BARCELONA, Spain (AP) -- Fresh from its domestic demolition of Real Madrid, Barcelona will be aiming to advance to the Champions League knockout rounds for a 12th straight year when it hosts Roma on Tuesday.
The terrorist attacks in Paris, however, continue to cast a long shadow over European football, and Barcelona has announced increased security measures at Camp Nou, as have other stadiums across the continent.
Madrid, Manchester City and Zenit St. Petersburg have already locked up their spots among the final 16. With two games left, 27 of the remaining 29 teams are still in contention for the other 13 places.
Arsenal is among those on the brink of elimination. To avoid an exit, Arsene Wenger's side needs to beat Dinamo Zagreb and hope Bayern Munich defeats Olympiakos in Group F on Tuesday.
Here are some things to know about this week's matches:
An in-form Barcelona only needs a point to win Group E.
The defending European champions can still wrap up qualification even if they lose to Roma, as long as Bayer Leverkusen doesn't win at last-placed BATE Borisov.
Roma drew 1-1 against Barcelona in their first meeting.
Madrid has already advanced, but coach Rafa Benitez and his players are under intense pressure to win at Shakhtar Donetsk on Wednesday.
Madrid has lost two straight games in the Spanish league and fans called for Benitez to be fired after its crushing 4-0 loss at home to Barcelona on Saturday.
"I am worried about restoring my team's spirits," Benitez said.
Madrid can win Group A with a victory in Ukraine. Paris Saint-Germain will qualify from the same group with a win at Malmo.
PSG's match away to Malmo on Wednesday would normally have been a celebration of Zlatan Ibrahimovic's return to the Swedish club where he scored the first goal of his glittering career, way back in 1999.
Instead, his mind is still very much on last week's attacks in Paris, which cost the lives of 130 people and injured hundreds more.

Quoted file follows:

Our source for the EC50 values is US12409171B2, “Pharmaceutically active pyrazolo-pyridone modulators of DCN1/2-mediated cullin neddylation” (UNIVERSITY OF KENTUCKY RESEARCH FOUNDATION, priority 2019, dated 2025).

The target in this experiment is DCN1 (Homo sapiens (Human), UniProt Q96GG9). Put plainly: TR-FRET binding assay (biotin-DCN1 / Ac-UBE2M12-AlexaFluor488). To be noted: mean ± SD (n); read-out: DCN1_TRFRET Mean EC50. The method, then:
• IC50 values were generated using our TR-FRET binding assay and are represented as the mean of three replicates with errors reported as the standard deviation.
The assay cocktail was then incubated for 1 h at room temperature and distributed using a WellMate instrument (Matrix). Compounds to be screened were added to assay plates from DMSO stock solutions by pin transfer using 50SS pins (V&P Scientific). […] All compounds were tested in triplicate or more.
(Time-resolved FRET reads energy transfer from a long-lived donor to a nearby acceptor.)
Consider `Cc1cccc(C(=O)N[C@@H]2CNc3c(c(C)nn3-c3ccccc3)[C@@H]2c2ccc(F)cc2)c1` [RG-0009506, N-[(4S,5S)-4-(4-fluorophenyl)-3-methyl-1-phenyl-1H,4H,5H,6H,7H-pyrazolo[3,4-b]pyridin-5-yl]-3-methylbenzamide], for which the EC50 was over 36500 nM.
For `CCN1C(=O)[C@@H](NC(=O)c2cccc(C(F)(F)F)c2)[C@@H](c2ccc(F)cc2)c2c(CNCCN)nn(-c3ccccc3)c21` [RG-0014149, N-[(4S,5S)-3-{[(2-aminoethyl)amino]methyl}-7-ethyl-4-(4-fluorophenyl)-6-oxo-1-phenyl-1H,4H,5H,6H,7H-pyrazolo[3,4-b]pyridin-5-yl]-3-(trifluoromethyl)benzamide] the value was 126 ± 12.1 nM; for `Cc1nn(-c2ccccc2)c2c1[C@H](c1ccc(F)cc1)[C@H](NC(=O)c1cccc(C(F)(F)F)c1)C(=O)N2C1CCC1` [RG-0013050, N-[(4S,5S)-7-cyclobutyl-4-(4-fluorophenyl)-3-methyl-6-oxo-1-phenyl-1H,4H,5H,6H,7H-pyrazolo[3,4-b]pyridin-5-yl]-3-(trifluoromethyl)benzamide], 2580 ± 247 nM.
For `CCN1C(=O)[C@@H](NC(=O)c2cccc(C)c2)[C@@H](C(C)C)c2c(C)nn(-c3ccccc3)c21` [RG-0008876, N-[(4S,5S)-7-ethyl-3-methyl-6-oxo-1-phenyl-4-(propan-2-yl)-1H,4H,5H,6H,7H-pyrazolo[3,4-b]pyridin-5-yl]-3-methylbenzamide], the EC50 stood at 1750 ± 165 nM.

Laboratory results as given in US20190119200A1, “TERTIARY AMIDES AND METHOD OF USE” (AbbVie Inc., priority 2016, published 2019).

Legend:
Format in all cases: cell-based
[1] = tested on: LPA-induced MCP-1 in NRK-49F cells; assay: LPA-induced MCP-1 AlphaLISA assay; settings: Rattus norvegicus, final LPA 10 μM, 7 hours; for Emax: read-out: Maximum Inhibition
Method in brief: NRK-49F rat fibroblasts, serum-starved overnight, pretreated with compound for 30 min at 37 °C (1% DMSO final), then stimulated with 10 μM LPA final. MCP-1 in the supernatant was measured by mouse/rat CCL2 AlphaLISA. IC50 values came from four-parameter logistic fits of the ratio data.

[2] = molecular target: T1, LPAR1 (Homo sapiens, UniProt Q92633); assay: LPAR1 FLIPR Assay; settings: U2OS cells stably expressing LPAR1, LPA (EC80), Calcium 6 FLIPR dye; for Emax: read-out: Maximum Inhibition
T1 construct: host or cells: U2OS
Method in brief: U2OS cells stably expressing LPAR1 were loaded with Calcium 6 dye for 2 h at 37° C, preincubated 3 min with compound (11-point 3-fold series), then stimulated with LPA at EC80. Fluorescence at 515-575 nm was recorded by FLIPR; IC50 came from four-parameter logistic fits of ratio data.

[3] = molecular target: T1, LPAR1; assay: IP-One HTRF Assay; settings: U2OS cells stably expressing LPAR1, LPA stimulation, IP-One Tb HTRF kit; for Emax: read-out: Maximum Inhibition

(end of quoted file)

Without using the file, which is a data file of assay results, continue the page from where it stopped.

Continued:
"(There is) news all the time," the 34-year-old Ibrahimovic said. "It's difficult to focus."
PSG's players returned to domestic duty on Saturday, wining 2-1 at Lorient, but their celebrations were very much muted.
"I'm a Parisian and I grew up in Paris, I was touched as a lot of people were," said midfielder Blaise Matuidi. "Now we have to try and move forward, to enjoy playing, even if it's difficult for everyone. We know life may never be the same as it was before, but you have to deal with it."
Displays of solidarity with France have been overwhelming in recent days, with English fans singing the national anthem, and a lone pianist playing La Marseillaise at Madrid's Santiago Bernabeau stadium before the game against Barcelona.
AS PSG captain Thiago Silva puts it: "Everyone's a little bit French now."
SECURITY IN ST. PETERSBURG
Russian authorities have stepped up security ahead of Zenit's home game against Valencia on Tuesday in Group H, with body searches for fans.
St. Petersburg is reeling from the Oct. 31 crash of a Russian airliner in Egypt which killed all 224 people on board, many of them from the St. Petersburg area. Russian authorities have said the plane was brought down by a bomb.
CITY TARGETS 1ST PLACE
Manchester City may have already qualified for the knockout stage, but its job is only half done.
In the past two seasons, City has finished second in its group and been drawn to play Barcelona in the last 16, losing on both occasions.
Eager to avoid another top team in the knockout state, City is targeting top spot in Group D, meaning manager Manuel Pellegrini will likely play his strongest possible team at Juventus on Wednesday.
Manchester United can advance by beating PSV Eindhoven at Old Trafford on the same night in Group B, and Chelsea could also progress with a win at Maccabi Tel Aviv on Tuesday, depending on the result of the Porto-Dynamo Kiev game in Group G.